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Old 03-04-2019, 02:46 PM   #1
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Installing motorized tongue jack

When I bought my toy hauler it came with a handcrank tongue jack, I want to change to a motorized tongue jack. Looking for information. Wondering if a 3500 pound tongue jack would work on my toy hauler? Any information would be greatly appreciated.
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Old 03-04-2019, 02:49 PM   #2
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I just had to replace my tongue jack because the Leg got bent somehow. 3500 works perfectly on my 265RLDS Surveyor. (pounds reflect how much it can lift so a 3500 lb will work on trailers up to 7000 lbs total)
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Old 03-04-2019, 03:19 PM   #3
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When I bought my toy hauler it came with a handcrank tongue jack, I want to change to a motorized tongue jack. Looking for information. Wondering if a 3500 pound tongue jack would work on my toy hauler? Any information would be greatly appreciated.
Recognize that if you are using a weight distribution hitch (WDH) you are also lifting the rear of the tow vehicle in conjunction with the trailer tongue weight. I would purchase at least a 5000 lb. jack to have reserve capacity. The difference in price of a lesser weight rating is minimal. Though I am prohibited from publishing the brand/source of a 5000 lb. jack, by apparent forum rules, I know of a source of a top brand for $226.00 and no sales tax. Search the internet!
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Old 03-04-2019, 04:05 PM   #4
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I am prohibited from publishing the brand/source of a 5000 lb. jack, by apparent forum rules
Huh? Since when?

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Old 03-04-2019, 04:11 PM   #5
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I’m confused, what would having a weight distribution hitch have to do with the weight of the tongue of my trailer? Why would I be lifting the weight of my truck as well?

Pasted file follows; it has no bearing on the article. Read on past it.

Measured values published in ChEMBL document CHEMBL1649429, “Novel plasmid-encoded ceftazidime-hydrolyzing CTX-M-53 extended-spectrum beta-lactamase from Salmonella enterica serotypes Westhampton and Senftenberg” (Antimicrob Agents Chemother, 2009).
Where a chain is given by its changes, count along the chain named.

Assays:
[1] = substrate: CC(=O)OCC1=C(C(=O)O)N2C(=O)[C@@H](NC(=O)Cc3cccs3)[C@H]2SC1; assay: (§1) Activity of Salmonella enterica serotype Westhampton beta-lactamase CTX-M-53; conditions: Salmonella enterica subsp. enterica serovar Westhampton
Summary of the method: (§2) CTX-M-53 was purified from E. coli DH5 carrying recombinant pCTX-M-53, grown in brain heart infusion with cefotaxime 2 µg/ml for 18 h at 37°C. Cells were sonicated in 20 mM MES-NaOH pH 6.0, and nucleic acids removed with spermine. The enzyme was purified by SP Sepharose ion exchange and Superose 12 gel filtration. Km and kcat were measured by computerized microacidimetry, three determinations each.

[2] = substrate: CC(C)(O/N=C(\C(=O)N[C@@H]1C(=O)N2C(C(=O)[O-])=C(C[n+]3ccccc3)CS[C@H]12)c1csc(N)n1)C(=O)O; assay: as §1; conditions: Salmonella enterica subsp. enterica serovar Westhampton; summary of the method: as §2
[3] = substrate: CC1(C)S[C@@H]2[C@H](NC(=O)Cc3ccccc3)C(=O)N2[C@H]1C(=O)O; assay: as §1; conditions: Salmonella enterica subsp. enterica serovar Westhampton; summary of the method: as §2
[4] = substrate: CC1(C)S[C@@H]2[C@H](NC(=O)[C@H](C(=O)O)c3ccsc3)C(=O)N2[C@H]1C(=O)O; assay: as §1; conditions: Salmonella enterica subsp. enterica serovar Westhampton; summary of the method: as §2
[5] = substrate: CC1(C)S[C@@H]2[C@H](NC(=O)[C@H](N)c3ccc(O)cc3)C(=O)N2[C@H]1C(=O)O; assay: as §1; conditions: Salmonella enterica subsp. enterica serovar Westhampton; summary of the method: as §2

My trailer only totals 5800 pounds.
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Old 03-04-2019, 04:30 PM   #6
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He means using the tongue jack to lift the trailer & tow vehicle to ease setting the bars in their tow position at hitching or unhitching. I bent mine, installed the 3500 lb one in an hour and then used it to lift both the trailer and my RAM to unhitch. Worked perfect
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Old 03-04-2019, 04:40 PM   #7
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Well maybe I’m doing something wrong but that is not how I hitch and Iunhitch. I ease my trailer down till it kisses the ball on the tow vehicle then I install my weight distribution bars and my anti-sway bar then I raise the jack leg the rest of the way.
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Old 03-04-2019, 05:09 PM   #8
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You are not doing anything wrong and if it works for you great. Some folks use the jack to lift up on the trailer and tow vehicle to make setting the bars easier. Either way works. Based on how you hitch up I would go with the jack you were considering. JMHO
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Old 03-04-2019, 05:13 PM   #9
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Cool. I really like the bulldog jacks that come with a seven way connector, that plugs into my truck for power. That way no kids can come around and run my battery down playing with the Jack, and if for some reason my batteries are dead they will not be dead on the tow vehicle.
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Old 03-04-2019, 05:46 PM   #10
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Cool. I really like the bulldog jacks that come with a seven way connector, that plugs into my truck for power. That way no kids can come around and run my battery down playing with the Jack, and if for some reason my batteries are dead they will not be dead on the tow vehicle.
Install a battery disconnect will solve that issue. I did.
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Old 03-04-2019, 08:11 PM   #11
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I was just trying to let you know why someone else thought you needed a 5000 lb tongue jack. Kind of like some people think you need a Semi tractor to pull a 1000 lb tent trailer. LOL
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Old 03-05-2019, 04:33 PM   #12
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Jack needs to be rated high enough to match the tung weight plus the weight of the rear end of the truck as you lift it to set your distribution bars. 5,000 pounds should be more than enough.
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Old 03-05-2019, 04:55 PM   #13
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JukeBox